But not so. IPTN/IAe lends a little support to my assertion in the book that even failed industrial policy will produce some tangible benefits (just very expensive ones compared with well organised industrial policy). Up in Bandung, IPTN had 15,600 employees, including 3,500 engineers, before the Asian crisis hit. The firm was receiving monthly government remittances to cover development costs for Indonesia’s indigenous N-250, 50-seat turbo-prop aircraft. With almost no cash reserves, when the cash was cut off the firm went into freefall. Management did not stabilise the business until the headcount had been cut by more than 12,000, to just 3,000. They did so by turning what had been an aircraft building business into a low-cost parts supplier, particularly to Airbus.

Today, the two N-250 prototypes sit disconsolate in a parking area of the 80 hectare site (the one at the bottom is three metres longer and can seat 70, so was really the N-270, as in two engines, 70 seats). Suharto himself launched the first prototype in 1995, naming it Gatotkoco after a character in Hindu-Javanese legend. Something of the order of US$1 billion had been pumped into the N-250 programme by 1998. The renamed Indonesian Aerospace kept flying its prototypes — racking up 1,200 test hours — until 2007 in the vain hope of finding cash to finish the project. The outside technical reviews were generally positive, but the will and capacity of the government to back the project were gone.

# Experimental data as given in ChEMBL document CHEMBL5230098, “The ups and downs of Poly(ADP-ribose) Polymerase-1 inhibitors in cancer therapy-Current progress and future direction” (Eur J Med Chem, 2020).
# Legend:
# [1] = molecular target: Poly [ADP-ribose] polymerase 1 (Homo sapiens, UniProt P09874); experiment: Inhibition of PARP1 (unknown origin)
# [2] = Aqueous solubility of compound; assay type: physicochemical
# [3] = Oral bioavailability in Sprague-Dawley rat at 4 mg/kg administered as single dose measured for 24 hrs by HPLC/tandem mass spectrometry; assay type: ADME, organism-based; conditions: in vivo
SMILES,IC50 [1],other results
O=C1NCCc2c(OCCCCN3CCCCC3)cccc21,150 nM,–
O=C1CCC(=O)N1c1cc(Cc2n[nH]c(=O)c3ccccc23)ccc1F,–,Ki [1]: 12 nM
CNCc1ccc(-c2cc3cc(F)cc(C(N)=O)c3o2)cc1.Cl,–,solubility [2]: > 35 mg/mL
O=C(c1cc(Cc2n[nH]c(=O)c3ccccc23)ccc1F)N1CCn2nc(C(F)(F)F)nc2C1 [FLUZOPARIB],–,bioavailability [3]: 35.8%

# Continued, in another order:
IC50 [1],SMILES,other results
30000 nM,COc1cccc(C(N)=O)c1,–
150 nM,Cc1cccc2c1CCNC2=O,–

IPTN N250 GatotkocoIPTN N250IPTN N270

After the state cash flow was cut, Indonesian Aerospace first obtained work making wing ribs for the Airbus A380. Then it obtained contracts for the A320, and for Boeing and other aircraft. There was no way for the firm itself to invest in development projects because residual government debt made it unbankable. Only in 2011 did the government agree to a debt write-off (technically a debt-equity swap). This was followed in 2012 by a Rupiah1.2 trillion (circa US$100m) ‘goodbye’ capital injection from the state.

Indonesian Aerospace continued to assemble small aircraft after the crisis that it had assembled before 1998 in a joint venture with a Spanish firm — now owned by Airbus Military. Gradually it has managed improve the terms of its cooperation with Airbus, moving, for instance, to profit sharing on the most popular model it builds. Critically, the post-crisis era focused Indonesian Aerospace on selling aircraft as well as making them. It currently exports around one-fifth of the small aircraft it assembles — to Thailand for rain-seeding, to South Korea for coastal surveillance, to Malaysia, Pakistan and Turkey. Exports, however, are still nowhere near as strong as they were in Embraer’s formative stages in Brazil, before that firm went on to be truly globally competitive. Indonesian non-weaponized defence procurement is the current backbone of Indonesian Aerospace’s order backlog, which stands at US$1 billion.